No Room for Cynicism: A Defence of the Global Climate Protest Movement

In the aftermath of the recent global climate strike marches, it has been common to once again hear a rather typical, cynical refrain from certain quarters, stating that protest marches are largely symbolic and achieve no concrete result. Having been to plenty of marches in my time on the left, I must admit I am not entirely in disagreement with the cynics: There are only so many depressingly tiny Glasgow May Day marches one can experience before concluding that protest marches are often in danger of becoming nothing more than irrelevant, ineffectual, dead rituals.

I have nothing against the great socialist tradition of May Day, of course – it’s just that it really rankles to see a great proletarian city like Glasgow outdone in participation by almost every other place in the world. But I digress. Despite my wariness about marches devolving into more of the same old, same old, I am absolutely not among the cynics when it comes to the climate strikes, and you shouldn’t be either. If you are, keep reading, so that I can show you why you should be more enthusiastic.

Firstly, it needs to be kept in mind that these climate marches are not happening in isolation. Yes, it is indeed true that marching and nothing but marching achieves very little, but that isn’t all that’s happening with the events under consideration. After all, they stem from school student strikes, a fact which immediately turns these marches into huge disruptions of business-as-usual everyday life not only for the students themselves but also for teachers and parents. It might be countered that many headteachers have allowed their students to walk out, but this does not change the fact that, in the past year, the regular functioning of the school system in this country has been consistently interrupted on a monthly basis by student strikes. 

Now, some rather dull pedants maintain that to call this a strike is incorrect, as the school students aren’t withdrawing any sort of labour power in the Marxist sense and are thus not hurting capitalism’s profits in any way. While this is technically true, I don’t think it is a very interesting or significant line of criticism. The students are still deserting their daily duties and joining together in collective protest – sure, it isn’t a traditional worker’s strike, but it still causes disruption, empowers those taking part, and makes their demands for a better world impossible to ignore. And as my second reason for enthusiasm will show, if the school strikes achieve their key aim, then these finer points of definition won’t really matter anyways.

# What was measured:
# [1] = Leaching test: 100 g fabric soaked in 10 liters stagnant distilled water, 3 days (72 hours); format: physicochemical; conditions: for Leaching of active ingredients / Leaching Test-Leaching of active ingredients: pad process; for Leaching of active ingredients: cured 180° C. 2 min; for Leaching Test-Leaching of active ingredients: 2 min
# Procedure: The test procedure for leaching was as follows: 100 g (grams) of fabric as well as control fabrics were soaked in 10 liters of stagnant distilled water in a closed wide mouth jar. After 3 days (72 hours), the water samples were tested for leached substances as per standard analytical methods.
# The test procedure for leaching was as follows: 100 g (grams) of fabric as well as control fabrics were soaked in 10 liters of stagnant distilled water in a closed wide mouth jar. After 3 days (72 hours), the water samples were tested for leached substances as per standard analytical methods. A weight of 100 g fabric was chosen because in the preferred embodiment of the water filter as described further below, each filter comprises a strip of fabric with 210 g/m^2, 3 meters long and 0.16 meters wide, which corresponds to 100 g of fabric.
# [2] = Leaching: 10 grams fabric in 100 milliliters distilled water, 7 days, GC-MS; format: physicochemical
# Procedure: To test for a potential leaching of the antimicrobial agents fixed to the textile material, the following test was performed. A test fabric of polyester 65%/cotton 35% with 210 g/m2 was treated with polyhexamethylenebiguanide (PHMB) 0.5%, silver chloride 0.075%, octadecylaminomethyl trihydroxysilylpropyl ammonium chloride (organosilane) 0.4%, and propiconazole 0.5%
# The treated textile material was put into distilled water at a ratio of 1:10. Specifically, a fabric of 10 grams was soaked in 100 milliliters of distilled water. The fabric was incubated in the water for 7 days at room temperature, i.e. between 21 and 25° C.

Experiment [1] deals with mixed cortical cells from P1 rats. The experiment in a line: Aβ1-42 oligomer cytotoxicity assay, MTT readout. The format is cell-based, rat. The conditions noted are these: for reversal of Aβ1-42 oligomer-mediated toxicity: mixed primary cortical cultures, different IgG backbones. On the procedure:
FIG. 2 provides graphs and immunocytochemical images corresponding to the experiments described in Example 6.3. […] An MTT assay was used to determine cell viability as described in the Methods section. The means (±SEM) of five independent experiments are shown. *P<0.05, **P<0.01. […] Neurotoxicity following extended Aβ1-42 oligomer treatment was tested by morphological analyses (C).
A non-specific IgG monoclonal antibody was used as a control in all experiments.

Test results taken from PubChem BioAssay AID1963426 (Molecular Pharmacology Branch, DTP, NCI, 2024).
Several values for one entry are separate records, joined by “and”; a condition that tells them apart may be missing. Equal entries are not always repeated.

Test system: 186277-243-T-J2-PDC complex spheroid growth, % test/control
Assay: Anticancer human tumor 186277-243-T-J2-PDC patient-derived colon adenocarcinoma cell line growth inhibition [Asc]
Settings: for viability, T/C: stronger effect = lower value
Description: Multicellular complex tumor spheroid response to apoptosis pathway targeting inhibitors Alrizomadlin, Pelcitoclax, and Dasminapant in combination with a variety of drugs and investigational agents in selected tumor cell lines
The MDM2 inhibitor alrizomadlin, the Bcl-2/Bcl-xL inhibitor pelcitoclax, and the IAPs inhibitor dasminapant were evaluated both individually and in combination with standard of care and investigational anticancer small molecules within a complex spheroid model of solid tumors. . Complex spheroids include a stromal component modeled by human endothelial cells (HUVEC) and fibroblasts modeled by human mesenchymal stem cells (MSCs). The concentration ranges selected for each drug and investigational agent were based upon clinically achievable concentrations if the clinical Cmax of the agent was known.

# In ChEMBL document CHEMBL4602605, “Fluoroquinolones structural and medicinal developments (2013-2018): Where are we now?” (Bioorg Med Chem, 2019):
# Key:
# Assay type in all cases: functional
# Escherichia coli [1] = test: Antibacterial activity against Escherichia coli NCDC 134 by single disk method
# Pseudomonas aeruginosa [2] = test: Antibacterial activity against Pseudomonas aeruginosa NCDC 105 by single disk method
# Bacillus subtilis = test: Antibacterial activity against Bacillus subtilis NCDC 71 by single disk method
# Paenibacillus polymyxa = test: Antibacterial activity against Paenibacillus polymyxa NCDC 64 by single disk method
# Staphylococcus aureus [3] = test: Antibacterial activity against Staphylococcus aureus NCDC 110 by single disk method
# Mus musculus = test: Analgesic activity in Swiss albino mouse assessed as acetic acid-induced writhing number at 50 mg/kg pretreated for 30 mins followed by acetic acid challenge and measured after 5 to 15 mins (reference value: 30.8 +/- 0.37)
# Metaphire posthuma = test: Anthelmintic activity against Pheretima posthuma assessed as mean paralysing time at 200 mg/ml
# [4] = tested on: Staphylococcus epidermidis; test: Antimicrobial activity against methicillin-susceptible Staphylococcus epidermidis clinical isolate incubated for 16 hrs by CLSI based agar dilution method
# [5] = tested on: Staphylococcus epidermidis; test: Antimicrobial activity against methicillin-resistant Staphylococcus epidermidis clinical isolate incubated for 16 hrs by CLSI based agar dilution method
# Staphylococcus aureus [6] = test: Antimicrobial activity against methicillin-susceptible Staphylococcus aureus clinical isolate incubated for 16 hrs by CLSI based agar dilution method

This is because the students aren’t just satisfied in getting themselves out on the streets. They want you out as well, along with every builder, teacher and postal worker too. This is the goal: a global general strike for climate, the likes of which Marx and co. would have been delighted to see. It is a tall order, admittedly. The worker’s movement in the glory days of the Second International was barely able to get a global protest strike for an eight-hour workday going, never mind one to save the planet. The conditions of working-class militancy, organisation and anger that give rise to general strikes are rare enough; even when present, general strikes are very difficult to prepare, pull off and sustain, especially in the United Kingdom, characterised by draconian trade union laws. Add to that a traditional reticence on the part of organised labour to get thoroughly involved with the ecological movement and you have a situation in which climate strikers’ calls for a world general strike are likely to go unheard.

Even so, the students are not to be discounted. Their audacity should be applauded, for they have done more to popularise the idea of a general strike, and crucially, to attach the cause of the planet to the cause of labour, than any movement before them. Even a partial success, the enlistment of one or two unions to come out on strike alongside the kids, would represent a massive victory, and a huge step in the right direction. The proletarianisation of the climate movement must happen if the planet is to be saved from the greed-fuelled disaster that capitalism has imposed upon it. The working class still has a tremendous power to remake the world, and we shall be the worse-off if that power is not exercised soon. On that note, it should be remembered that if the climate strikes fail in their aim, the fault will not lie with the kids. The students have done their duty wonderfully – they have posed the issue and made the call to organised labour, but if the unions do not answer with anything more than token acknowledgement, then they must shoulder the blame for their inaction. The world is at stake: this is no time for timidity.

In the meantime, however, one last reason for enthusiasm. Even if nothing else that I have described comes to pass, if the school strikes do not in fact present a disruption, if organised labour does not join in, then it will still be true that the climate strikes represent the introduction of a whole new generation of youth to political activism, and that is enough to render it worthy of our support. The kids already have a better understanding of the issue than most adults, anyways. Their marches bristle with placards calling for the end of capitalism, and their chants take aim at billionaires and the government. They know exactly who’s standing in the way of climate justice, and what’s more, their movement is only getting started. They are the future. We do the planet a disservice by refusing to lend a hand.

[Paul Inglis – he/him]

[Photo credit: Getty Images 2019]


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